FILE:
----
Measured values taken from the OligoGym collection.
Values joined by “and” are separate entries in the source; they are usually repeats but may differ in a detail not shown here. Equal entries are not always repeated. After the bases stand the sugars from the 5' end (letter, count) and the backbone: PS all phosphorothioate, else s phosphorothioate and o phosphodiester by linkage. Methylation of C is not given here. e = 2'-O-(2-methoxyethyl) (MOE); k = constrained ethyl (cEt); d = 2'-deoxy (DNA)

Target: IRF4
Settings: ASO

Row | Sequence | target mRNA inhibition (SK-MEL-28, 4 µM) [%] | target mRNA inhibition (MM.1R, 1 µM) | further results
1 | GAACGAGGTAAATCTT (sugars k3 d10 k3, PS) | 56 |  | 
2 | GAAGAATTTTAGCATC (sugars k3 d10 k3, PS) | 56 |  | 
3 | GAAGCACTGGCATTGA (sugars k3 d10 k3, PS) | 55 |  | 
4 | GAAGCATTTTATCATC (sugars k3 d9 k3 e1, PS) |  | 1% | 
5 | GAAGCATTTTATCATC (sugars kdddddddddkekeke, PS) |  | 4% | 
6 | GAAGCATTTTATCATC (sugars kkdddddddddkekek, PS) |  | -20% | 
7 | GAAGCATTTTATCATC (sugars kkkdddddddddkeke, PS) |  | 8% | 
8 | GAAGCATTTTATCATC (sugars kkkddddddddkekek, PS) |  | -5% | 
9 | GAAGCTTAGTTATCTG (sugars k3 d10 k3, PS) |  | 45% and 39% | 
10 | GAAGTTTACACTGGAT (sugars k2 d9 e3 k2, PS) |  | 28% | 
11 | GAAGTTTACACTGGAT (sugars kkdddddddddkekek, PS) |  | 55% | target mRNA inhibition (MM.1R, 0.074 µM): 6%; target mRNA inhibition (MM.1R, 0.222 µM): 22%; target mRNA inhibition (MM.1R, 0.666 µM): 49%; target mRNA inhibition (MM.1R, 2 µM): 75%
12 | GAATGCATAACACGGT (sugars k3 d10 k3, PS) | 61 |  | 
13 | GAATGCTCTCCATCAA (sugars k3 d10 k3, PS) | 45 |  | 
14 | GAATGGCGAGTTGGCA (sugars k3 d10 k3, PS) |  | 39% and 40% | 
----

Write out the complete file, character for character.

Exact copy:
Measured values taken from the OligoGym collection.
Values joined by “and” are separate entries in the source; they are usually repeats but may differ in a detail not shown here. Equal entries are not always repeated. After the bases stand the sugars from the 5' end (letter, count) and the backbone: PS all phosphorothioate, else s phosphorothioate and o phosphodiester by linkage. Methylation of C is not given here. e = 2'-O-(2-methoxyethyl) (MOE); k = constrained ethyl (cEt); d = 2'-deoxy (DNA)

Target: IRF4
Settings: ASO

Row | Sequence | target mRNA inhibition (SK-MEL-28, 4 µM) [%] | target mRNA inhibition (MM.1R, 1 µM) | further results
1 | GAACGAGGTAAATCTT (sugars k3 d10 k3, PS) | 56 |  | 
2 | GAAGAATTTTAGCATC (sugars k3 d10 k3, PS) | 56 |  | 
3 | GAAGCACTGGCATTGA (sugars k3 d10 k3, PS) | 55 |  | 
4 | GAAGCATTTTATCATC (sugars k3 d9 k3 e1, PS) |  | 1% | 
5 | GAAGCATTTTATCATC (sugars kdddddddddkekeke, PS) |  | 4% | 
6 | GAAGCATTTTATCATC (sugars kkdddddddddkekek, PS) |  | -20% | 
7 | GAAGCATTTTATCATC (sugars kkkdddddddddkeke, PS) |  | 8% | 
8 | GAAGCATTTTATCATC (sugars kkkddddddddkekek, PS) |  | -5% | 
9 | GAAGCTTAGTTATCTG (sugars k3 d10 k3, PS) |  | 45% and 39% | 
10 | GAAGTTTACACTGGAT (sugars k2 d9 e3 k2, PS) |  | 28% | 
11 | GAAGTTTACACTGGAT (sugars kkdddddddddkekek, PS) |  | 55% | target mRNA inhibition (MM.1R, 0.074 µM): 6%; target mRNA inhibition (MM.1R, 0.222 µM): 22%; target mRNA inhibition (MM.1R, 0.666 µM): 49%; target mRNA inhibition (MM.1R, 2 µM): 75%
12 | GAATGCATAACACGGT (sugars k3 d10 k3, PS) | 61 |  | 
13 | GAATGCTCTCCATCAA (sugars k3 d10 k3, PS) | 45 |  | 
14 | GAATGGCGAGTTGGCA (sugars k3 d10 k3, PS) |  | 39% and 40% | 